How do I start? The most difficult thing is to…
It’s an exciting time to be looking for a job in India. The best companies in the country have been growing at 25 to 30 percent a year. Some of the banks have also grown over 20 percent a year for 20 years in a row. Considering these numbers, it’s no wonder that India is set to become the third-largest GDP growth engine for the planet by 2030.
Despite that, if you live in India and you’re looking for a really good job, you’re going to need a really good resume. Unfortunately, you’ll soon discover that most resume guides on the Internet are rather inadequate.
Why? In most cases, they’re written with a Western audience in mind. But just as any other country, India has a particular work culture as well as a specific set of expectations when it comes to resume writing. Which is why we’re going to delve deeper into the details of the Indian resume format.
A Short Guide to the Indian Resume Format
In most regards, the Indian resume format follows all the established practices of good resume writing. It needs to be concise, relevant, and tailored for each individual work position. Yet, it differs in several formatting details you’ll have to account for if you want to succeed.
1. A picture of yourself
- A picture is not mandatory but encouraged.
- Use a professional passport-sized picture of your face.
As opposed to resumes in USA and the UK, the Indian resume format typically encourages a photo of a candidate. Not just any photo though. It needs to be a professional passport-sized picture of your face. Not a picture of you standing next to a group of friends or a picture of you on a holiday. Keep it simple and formal.
Still, inclusion of a picture is not mandatory. If you feel like your photo would distract recruiters from your other assets, don’t hesitate to leave it out. After all, hiring managers can always look you up on LinkedIn later.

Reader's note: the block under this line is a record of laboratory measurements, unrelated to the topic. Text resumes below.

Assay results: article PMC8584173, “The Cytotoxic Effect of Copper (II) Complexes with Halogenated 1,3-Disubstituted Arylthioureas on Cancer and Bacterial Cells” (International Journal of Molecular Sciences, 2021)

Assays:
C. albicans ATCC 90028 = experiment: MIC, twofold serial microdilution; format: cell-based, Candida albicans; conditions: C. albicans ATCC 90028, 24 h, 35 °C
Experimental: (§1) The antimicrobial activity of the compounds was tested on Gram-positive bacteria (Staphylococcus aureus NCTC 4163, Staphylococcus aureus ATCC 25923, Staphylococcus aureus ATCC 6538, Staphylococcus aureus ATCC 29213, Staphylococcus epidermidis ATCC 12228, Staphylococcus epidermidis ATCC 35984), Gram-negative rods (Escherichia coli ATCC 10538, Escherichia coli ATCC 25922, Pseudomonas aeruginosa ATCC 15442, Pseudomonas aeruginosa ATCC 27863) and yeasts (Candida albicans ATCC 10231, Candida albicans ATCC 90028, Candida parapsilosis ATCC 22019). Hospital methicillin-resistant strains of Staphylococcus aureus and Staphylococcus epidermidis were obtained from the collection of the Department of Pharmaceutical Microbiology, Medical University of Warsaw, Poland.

Lastly, you should know that a professionally looking picture can often add a much needed layer of authenticity and professionalism to your resume. In the end, you only have 6 seconds to catch a hiring manager’s attention. Attaching a face to that name can help make a lasting impression.
2. Personal information
- You can include more personal details than in most other countries.
- Only include those personal details that will help you score the job.
- Indian resume format usually ends with a self-declaration and signature.
In most Western countries, including personal information like your gender, nationality or religion is unacceptable due to a heap of anti-discriminatory laws. In some other countries, such as India, personal details can help a prospective employer get a better mental picture of you as a candidate.
Just like any other resume, an Indian resume should always include a candidate’s name, home address, email address, and phone number. However, you can also add other information, such as age, gender, marital status, and nationality. According to the Indian resume writing service Vibranturre, sometimes you might even want to list your religion, race or caste, if it helps your candidacy.
Finally, don’t forget to put a self-declaration and signature at the end of your resume. Something like the following line will suffice, followed by your signature, date, and place: “Declaration: The information stated above are true to the best of my knowledge and belief.”
3. Professional summary or objective
- Exclude an objective. Write a professional summary instead.
In this regard, the Indian resume format doesn’t differ from conventions in other countries—never put an objective on your resume. After all, your objective is to get a job. Remember you’ve just sent your resume to a company, they know you want to score a job with them.
Write a professional summary instead. A short list of your most notable accomplishments and qualifications gives an employer all the relevant information from the get-go.